The Gulf of California

By Anita Endrezze b. 1952 Anita Endrezze
There are two memories of tides:
one for the deep blackness that split
away from the mother sea
and one for sea that found itself
in the daybreaks of rivers.
Yet it was all one sea
tracked by comets and the Elegant Tern,
seals in speckled pod-shaped skins,
and whales, opening their small eyes
when the hands of people drew fish
out of the salt.

Geologists tell us that the sea split
millions of years ago
before the Yoemem, Yoremem,
Kunkaak, O-Otam
curled their tongues around the names
of themselves and raised the conch shell
to their lips, so that the sound of nature
became human, too:

kalifornia vaawe

Then the sea was measured
and divided into leagues.
The Spanish ships called it dangerous
because the sea tore in two ways,
tide and rivers,
so they contained it in maps
written on dead animal skins
with ink made from dried octopus blood

Mar de la Kalifornia
Golfo de California

Then it was named the Vermilion Sea
when the red-shelled crabs clicked in the waters.
It was the Sea of Cortés
because it’s the right of the Conqueror
to claim the world in his name.

It’s his right to name hunger after himself
and to take away rivers
and children
and to give back the bare bones
of life
in the Queen’s name.

What can you say about men
who name the mountains “mother”
madre
when the worst curse they can shout
defiles their mother
in the act of creation?

Now we call the Gulf of California
polluted
with the pesticides of fields
and the wastes of factories.
And the voices of the fin-backed whale,
sardines, sea-kelp, anemone,
and turtle are quieter,
so that we have less memory
of the way it was
and less hope
for the way it will be.

In the winter I eat strawberries
from Mexico
and oranges, sectioned and split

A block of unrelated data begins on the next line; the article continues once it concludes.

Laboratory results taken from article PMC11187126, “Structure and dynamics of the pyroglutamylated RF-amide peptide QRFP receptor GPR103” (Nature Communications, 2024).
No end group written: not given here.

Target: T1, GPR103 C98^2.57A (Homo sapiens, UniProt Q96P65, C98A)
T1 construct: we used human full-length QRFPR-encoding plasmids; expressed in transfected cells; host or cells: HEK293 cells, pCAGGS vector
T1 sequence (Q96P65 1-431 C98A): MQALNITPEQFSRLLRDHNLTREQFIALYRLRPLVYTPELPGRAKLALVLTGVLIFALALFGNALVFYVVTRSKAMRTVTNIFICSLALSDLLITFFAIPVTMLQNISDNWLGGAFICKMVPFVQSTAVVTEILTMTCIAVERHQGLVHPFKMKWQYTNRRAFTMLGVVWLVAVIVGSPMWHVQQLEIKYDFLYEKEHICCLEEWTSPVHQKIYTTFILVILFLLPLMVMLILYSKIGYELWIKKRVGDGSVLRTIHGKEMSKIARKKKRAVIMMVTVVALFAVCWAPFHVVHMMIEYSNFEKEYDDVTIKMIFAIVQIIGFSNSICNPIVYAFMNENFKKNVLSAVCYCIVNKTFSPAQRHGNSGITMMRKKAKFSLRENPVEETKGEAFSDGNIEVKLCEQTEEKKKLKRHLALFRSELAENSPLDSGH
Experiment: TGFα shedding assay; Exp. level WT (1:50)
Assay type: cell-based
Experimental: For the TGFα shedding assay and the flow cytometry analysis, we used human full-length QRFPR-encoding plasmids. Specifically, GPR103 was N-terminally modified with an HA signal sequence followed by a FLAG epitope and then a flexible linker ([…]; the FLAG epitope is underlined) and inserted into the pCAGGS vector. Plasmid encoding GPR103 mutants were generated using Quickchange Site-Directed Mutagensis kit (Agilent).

apart
on my north continental plate.
I don’t know much about my relatives
picking the fields near Bacum, Torim.
I don’t know much about the spiny sea urchin,
except that it knows more than I
about the sea, the sea that names itself
unnameable
movable horizon.

Anita Endrezze, “The Gulf of California” from Throwing Fire at the Sun, Water at the Moon. Copyright © 2000 by Anita Endrezze. Reprinted by permission of University of Arizona Press.

Source: Throwing Fire at the Sun Water at the Moon (University of Arizona Press, 2000)

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Poet Anita Endrezze b. 1952

POET’S REGION U.S., Northwestern

Subjects Relationships, Family & Ancestors, Nature, Seas, Rivers, & Streams, Social Commentaries, History & Politics

Biography

Anita Endrezze is Yaqui on her father’s side and of European descent—Italian, Slovenian, and German-Romanian—on her mother’s. She was born in Long Beach, California, and lives in Washington. Endrezze received a BA in secondary education with minors in art and Spanish and an MA in creative writing from Eastern Washington University. A poet and short-story writer, she has written books including The north people (1983), at the . . .

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Poem Categorization

SUBJECT Relationships, Family & Ancestors, Nature, Seas, Rivers, & Streams, Social Commentaries, History & Politics

POET’S REGION U.S., Northwestern

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Originally appeared in Poetry magazine.

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